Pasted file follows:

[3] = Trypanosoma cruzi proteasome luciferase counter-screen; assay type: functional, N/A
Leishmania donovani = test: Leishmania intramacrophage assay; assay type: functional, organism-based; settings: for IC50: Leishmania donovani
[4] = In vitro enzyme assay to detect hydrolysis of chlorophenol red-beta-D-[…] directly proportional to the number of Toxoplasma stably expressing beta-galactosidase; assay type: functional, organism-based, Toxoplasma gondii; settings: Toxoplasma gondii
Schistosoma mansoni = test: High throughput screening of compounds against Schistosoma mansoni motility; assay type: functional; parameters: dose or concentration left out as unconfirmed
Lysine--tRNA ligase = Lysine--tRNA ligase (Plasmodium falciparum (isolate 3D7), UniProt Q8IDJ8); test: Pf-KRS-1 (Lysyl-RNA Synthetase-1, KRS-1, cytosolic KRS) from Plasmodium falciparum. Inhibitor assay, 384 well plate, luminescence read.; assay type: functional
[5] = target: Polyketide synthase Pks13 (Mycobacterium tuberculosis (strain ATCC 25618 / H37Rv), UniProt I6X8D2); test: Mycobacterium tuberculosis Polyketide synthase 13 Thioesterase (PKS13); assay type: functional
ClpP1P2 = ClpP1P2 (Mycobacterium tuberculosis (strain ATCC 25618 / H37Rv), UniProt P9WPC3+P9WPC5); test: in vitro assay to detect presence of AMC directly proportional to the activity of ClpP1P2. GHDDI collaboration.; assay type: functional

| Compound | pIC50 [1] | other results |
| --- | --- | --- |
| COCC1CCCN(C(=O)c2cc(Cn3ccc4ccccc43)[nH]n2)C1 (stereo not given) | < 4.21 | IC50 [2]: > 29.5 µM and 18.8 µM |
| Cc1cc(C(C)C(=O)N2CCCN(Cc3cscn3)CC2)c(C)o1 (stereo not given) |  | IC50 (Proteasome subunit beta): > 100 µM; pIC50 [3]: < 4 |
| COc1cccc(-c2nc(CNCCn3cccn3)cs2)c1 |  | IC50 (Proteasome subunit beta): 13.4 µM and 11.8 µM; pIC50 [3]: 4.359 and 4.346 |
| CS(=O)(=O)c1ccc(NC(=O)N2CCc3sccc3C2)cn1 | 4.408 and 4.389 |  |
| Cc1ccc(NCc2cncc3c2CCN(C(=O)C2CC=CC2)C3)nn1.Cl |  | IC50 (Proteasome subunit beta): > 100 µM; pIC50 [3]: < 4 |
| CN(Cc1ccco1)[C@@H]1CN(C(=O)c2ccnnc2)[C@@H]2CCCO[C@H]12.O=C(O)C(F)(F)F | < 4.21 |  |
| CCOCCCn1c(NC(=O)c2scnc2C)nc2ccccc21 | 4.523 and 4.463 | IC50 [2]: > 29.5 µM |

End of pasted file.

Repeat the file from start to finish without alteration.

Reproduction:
[3] = Trypanosoma cruzi proteasome luciferase counter-screen; assay type: functional, N/A
Leishmania donovani = test: Leishmania intramacrophage assay; assay type: functional, organism-based; settings: for IC50: Leishmania donovani
[4] = In vitro enzyme assay to detect hydrolysis of chlorophenol red-beta-D-[…] directly proportional to the number of Toxoplasma stably expressing beta-galactosidase; assay type: functional, organism-based, Toxoplasma gondii; settings: Toxoplasma gondii
Schistosoma mansoni = test: High throughput screening of compounds against Schistosoma mansoni motility; assay type: functional; parameters: dose or concentration left out as unconfirmed
Lysine--tRNA ligase = Lysine--tRNA ligase (Plasmodium falciparum (isolate 3D7), UniProt Q8IDJ8); test: Pf-KRS-1 (Lysyl-RNA Synthetase-1, KRS-1, cytosolic KRS) from Plasmodium falciparum. Inhibitor assay, 384 well plate, luminescence read.; assay type: functional
[5] = target: Polyketide synthase Pks13 (Mycobacterium tuberculosis (strain ATCC 25618 / H37Rv), UniProt I6X8D2); test: Mycobacterium tuberculosis Polyketide synthase 13 Thioesterase (PKS13); assay type: functional
ClpP1P2 = ClpP1P2 (Mycobacterium tuberculosis (strain ATCC 25618 / H37Rv), UniProt P9WPC3+P9WPC5); test: in vitro assay to detect presence of AMC directly proportional to the activity of ClpP1P2. GHDDI collaboration.; assay type: functional

| Compound | pIC50 [1] | other results |
| --- | --- | --- |
| COCC1CCCN(C(=O)c2cc(Cn3ccc4ccccc43)[nH]n2)C1 (stereo not given) | < 4.21 | IC50 [2]: > 29.5 µM and 18.8 µM |
| Cc1cc(C(C)C(=O)N2CCCN(Cc3cscn3)CC2)c(C)o1 (stereo not given) |  | IC50 (Proteasome subunit beta): > 100 µM; pIC50 [3]: < 4 |
| COc1cccc(-c2nc(CNCCn3cccn3)cs2)c1 |  | IC50 (Proteasome subunit beta): 13.4 µM and 11.8 µM; pIC50 [3]: 4.359 and 4.346 |
| CS(=O)(=O)c1ccc(NC(=O)N2CCc3sccc3C2)cn1 | 4.408 and 4.389 |  |
| Cc1ccc(NCc2cncc3c2CCN(C(=O)C2CC=CC2)C3)nn1.Cl |  | IC50 (Proteasome subunit beta): > 100 µM; pIC50 [3]: < 4 |
| CN(Cc1ccco1)[C@@H]1CN(C(=O)c2ccnnc2)[C@@H]2CCCO[C@H]12.O=C(O)C(F)(F)F | < 4.21 |  |
| CCOCCCn1c(NC(=O)c2scnc2C)nc2ccccc21 | 4.523 and 4.463 | IC50 [2]: > 29.5 µM |